View from the Window Seat

I travelled in the local bus for a good part of the day yesterday and today, spending close to 7 hours in buses and bus stops. Given an option, I always take the window seat. Its lofty position gives me a view of the streets that no other form of transportation can match. I rarely travel without my earphones in my pocket. The perfect combination of peppy music and the sound of my thoughts in my head infuse enough patience in me to endure the longest journeys through the worst traffic snarls. However, the sights outside interest me the most. Travelling at night is rarely as captivating as during the day because the only two colours I see are the grey hues of buildings and the stark yellow of street lights. While several scenes made me sit up and take notice during my journey, here are two stories I thought I must share.

#1 Slaves of Time

I glanced at my watch, gnawing at my lip as time ticked by. I knew I was going to be late, but there was little I could do about it. The bus stood still, waiting for more passengers to board. The bus conductor was shouting at the top of his lungs, announcing the destination to the horde of humans hurtling past, hoping a few would take notice and step in. Eventually, the seats were more occupied than empty and the conductor gave the driver the signal to start. The engine roared to life, cutting through the music playing on my phone. I turned up the volume with a mixture of annoyance and relief.
Just as the bus pulled away and headed towards the exit, a couple ran to catch up with it, banging their fists against its metal body for it to slow down. The man carried two heavy bags in his hand, but his wife had just one – one because her other hand was just a stump, resting lifelessly against her torso. They were ordinary in all other respects – brown-skinned, unhealthily slim and dressed in nearly clean, cheap clothes. Almost everyone seated inside turned to look at them, probably wondering if they would make it. Even the driver spared them a glance and raised his eyebrows at the conductor in an unspoken question. The latter shook his head and the matter was put to rest as the bus kicked into a higher gear, leaving behind the breathless couple with crestfallen faces.
I felt a pang of sadness as I watched them haul their tired bodies and luggage towards another bus. I hit the pause button and took off the earphones, hoping to catch the opinions of others on board. That’s when I heard the conductor come up to the driver and defend his decision. Keeping to the timetable was more important than the small fare the couple could have paid, he argued. I checked my watch again just then, pondering over how the notion of time sometimes manages to trump the humanity within us.

#2 Funny Faces

The bus screeched to a halt as the traffic light turned red, idling at top volume. My mediocre quality earphones failed to drown those sounds out even as the music played at top volume. I gazed at the people seated around me, mostly middle-class ladies who carried around a senior citizen card to enjoy the reduced fares that it entitles them to. I stifled a yawn as my eyes focussed on the other side of my field of vision.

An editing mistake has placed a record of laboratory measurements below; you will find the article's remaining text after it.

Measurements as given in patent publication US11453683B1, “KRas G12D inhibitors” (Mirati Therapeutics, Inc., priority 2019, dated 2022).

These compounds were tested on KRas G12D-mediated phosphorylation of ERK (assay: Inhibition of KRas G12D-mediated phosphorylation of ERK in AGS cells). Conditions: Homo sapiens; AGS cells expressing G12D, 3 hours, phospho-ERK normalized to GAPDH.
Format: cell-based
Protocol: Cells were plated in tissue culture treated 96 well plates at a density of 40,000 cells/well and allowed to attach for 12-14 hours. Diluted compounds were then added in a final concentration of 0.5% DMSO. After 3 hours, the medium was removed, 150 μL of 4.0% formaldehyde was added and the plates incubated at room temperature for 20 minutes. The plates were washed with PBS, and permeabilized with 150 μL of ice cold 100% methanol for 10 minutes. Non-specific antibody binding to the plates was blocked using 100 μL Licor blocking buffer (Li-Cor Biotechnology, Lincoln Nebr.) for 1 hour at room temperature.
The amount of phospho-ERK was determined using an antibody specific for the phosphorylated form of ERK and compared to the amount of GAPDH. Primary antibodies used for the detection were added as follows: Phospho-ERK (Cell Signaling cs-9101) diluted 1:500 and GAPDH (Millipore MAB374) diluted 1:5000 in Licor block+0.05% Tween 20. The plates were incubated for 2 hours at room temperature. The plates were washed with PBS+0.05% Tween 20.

A small, white car was next to the bus I was in, carrying a family of four and a driver. A father and a little girl were riding shotgun. I noticed the man first and his face had an apologetic grin. As I searched for a reason, I looked at his daughter lounging on his lap. She was sticking her tongue out at me. The child in my heart assumed control over my responses and I smiled hugely as I narrowed my eyes at her. Delighted at having gained my attention, the kid proceeded to show off the range of funny faces she had mastered. The sound of uninhibited laughter escaped my lips. I imagine several judgemental heads would have turned to look at me then, but it scarcely mattered. I waved at her and gave her a thumbs up. She thrust her hand out of the window to wave back, which the father withdrew for her cautiously. I took one last glance at the child as the green signal came on and the car overtook the bus. She had her tongue out again.
I settled back into my world and my age-appropriate, society-approved, non-impulsive self tried to regain its dominance over my body with little success. I loved the song that was playing currently and I rocked my head to the rhythm, grabbing eyeballs a second time, but I wasn’t fazed. A cherubic face through a glass window was all it took to remind me that enjoying myself mattered more than the cold stares of strangers.

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Do you have a poignant little story to share? Or perhaps these set off a chain of thoughts in your head? I’d love to know your opinions, so don’t forget to leave a comment below.

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2 thoughts on “View from the Window Seat

  1. Your story Funny Faces transported me back to when my sister and I were young. When the family would take a long car trip, we would busy ourselves with trying to gain the attention of passing truck drivers. It was our goal to get them to honk their loud truck horns. We would motion with our faces and bodies and laugh with delight every time one of the drivers complied. My mother would always try to get us to stop but we never did. Nice story.

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    • Thanks for sharing! Glad I could help you relive those memories. The post hath served its purpose. 😛
      My novel’s word count is still zero, unfortunately. Good to know that you are sticking with your schedule. Keep going! 🙂

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